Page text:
Subsidy gaps may explain low young adult enrollment News added by Benefits Pro on March 20, 2014
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By Kathryn Mayer

Young people who thought they were going to get help paying for their insurance through the Patient Protection and Affordable Care Act could be out of luck.

A new study from HealthPocket finds that in major cities, some young people are falling into a “subsidy gap” where they’re unable to obtain government subsidies to help pay for their plans despite being eligible.

And that gap could be contributing to the group’s under-enrollment.

Premium tax credits for 2014 plans were designed to lower premium costs for people with household incomes between 100 percent and 400 percent of the 2013 federal poverty level ($11,490 to $45,960 per year for an individual). But subsidies are calculated using a complex formula based on the cost of a plan’s premium, and are only available when a baseline plan’s premium exceeds a specific percentage of an enrollee’s monthly income.

“The higher the income level, the higher the percentage of income that must be surpassed to qualify for a subsidy,” HealthPocket researchers said. “If that income percentage is not surpassed by the premium then no subsidy is available for the enrollee.”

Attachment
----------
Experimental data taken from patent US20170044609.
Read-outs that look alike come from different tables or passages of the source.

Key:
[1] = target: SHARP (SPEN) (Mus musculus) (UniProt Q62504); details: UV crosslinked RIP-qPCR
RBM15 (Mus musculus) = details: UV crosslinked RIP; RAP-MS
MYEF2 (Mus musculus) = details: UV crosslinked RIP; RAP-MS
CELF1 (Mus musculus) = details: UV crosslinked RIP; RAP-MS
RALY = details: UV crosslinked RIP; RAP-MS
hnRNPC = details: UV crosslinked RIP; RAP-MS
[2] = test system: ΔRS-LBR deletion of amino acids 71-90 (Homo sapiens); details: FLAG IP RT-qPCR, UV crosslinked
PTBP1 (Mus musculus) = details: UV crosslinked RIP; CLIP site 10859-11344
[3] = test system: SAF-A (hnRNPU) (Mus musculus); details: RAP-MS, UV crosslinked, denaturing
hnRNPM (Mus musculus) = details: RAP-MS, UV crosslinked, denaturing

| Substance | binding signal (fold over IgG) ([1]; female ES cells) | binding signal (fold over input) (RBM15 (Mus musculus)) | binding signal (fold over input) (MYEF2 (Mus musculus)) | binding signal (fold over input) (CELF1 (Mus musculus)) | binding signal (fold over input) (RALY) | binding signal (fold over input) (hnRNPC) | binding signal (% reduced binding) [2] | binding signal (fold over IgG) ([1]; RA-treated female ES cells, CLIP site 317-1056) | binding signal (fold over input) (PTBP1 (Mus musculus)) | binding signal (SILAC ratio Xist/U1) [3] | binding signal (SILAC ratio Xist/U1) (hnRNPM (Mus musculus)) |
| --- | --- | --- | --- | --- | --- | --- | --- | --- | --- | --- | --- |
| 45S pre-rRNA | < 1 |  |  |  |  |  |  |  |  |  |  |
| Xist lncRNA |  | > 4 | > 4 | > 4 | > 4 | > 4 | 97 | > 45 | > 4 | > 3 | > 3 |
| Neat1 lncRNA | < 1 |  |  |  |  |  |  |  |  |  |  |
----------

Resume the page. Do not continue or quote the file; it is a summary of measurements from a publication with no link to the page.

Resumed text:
HealthPocket looked at plans for young adults in eight major cities — Philadelphia, Miami, Los Angeles, Atlanta, Houston, Detroit, Chicago and Phoenix — and found that in every city, young adults under 35 couldn’t obtain premium subsidies for exchange plans within the complete income bracket specified by PPACA.

On average the maximum income at which young adults could qualify for a premium subsidy was $31,744. That average is $14,216 below the highest subsidy-eligible income stipulated by the law.

“HealthPocket’s analysis suggests that the premium subsidy design may be an important factor contributing to the under-enrollment of the young adult population, a population targeted for enrollment both for their typically good health as well as their propensity to be uninsured,” the company concluded.

Though young adults make up 40 percent of the uninsured population, according to HHS numbers, just 25 percent of those who have enrolled in coverage under PPACA have been ages 18-34, according to administration numbers.

A Bankrate report earlier this week found that a third of uninsured Americans (34 percent) say they don’t plan on buying health insurance, despite the law’s requirement to do so.

Originally published on BenefitsPro.com
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